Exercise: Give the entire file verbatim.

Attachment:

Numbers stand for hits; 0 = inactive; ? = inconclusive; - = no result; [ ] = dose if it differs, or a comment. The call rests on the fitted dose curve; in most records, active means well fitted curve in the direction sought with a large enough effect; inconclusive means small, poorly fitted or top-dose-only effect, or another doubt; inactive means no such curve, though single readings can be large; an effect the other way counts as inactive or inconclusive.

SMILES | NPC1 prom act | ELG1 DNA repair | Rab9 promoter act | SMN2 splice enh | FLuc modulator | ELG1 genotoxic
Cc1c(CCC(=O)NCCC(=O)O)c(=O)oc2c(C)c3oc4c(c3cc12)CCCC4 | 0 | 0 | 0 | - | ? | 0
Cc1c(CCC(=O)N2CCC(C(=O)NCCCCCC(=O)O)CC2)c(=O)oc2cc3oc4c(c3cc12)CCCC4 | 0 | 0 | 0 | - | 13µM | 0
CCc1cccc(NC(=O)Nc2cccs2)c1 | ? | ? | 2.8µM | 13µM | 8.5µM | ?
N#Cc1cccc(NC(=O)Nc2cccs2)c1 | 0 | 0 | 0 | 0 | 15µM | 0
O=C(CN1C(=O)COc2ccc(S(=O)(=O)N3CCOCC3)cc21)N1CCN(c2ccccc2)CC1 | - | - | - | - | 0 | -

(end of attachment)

Numbers stand for hits; 0 = inactive; ? = inconclusive; - = no result; [ ] = dose if it differs, or a comment. The call rests on the fitted dose curve; in most records, active means well fitted curve in the direction sought with a large enough effect; inconclusive means small, poorly fitted or top-dose-only effect, or another doubt; inactive means no such curve, though single readings can be large; an effect the other way counts as inactive or inconclusive.

SMILES | NPC1 prom act | ELG1 DNA repair | Rab9 promoter act | SMN2 splice enh | FLuc modulator | ELG1 genotoxic
Cc1c(CCC(=O)NCCC(=O)O)c(=O)oc2c(C)c3oc4c(c3cc12)CCCC4 | 0 | 0 | 0 | - | ? | 0
Cc1c(CCC(=O)N2CCC(C(=O)NCCCCCC(=O)O)CC2)c(=O)oc2cc3oc4c(c3cc12)CCCC4 | 0 | 0 | 0 | - | 13µM | 0
CCc1cccc(NC(=O)Nc2cccs2)c1 | ? | ? | 2.8µM | 13µM | 8.5µM | ?
N#Cc1cccc(NC(=O)Nc2cccs2)c1 | 0 | 0 | 0 | 0 | 15µM | 0
O=C(CN1C(=O)COc2ccc(S(=O)(=O)N3CCOCC3)cc21)N1CCN(c2ccccc2)CC1 | - | - | - | - | 0 | -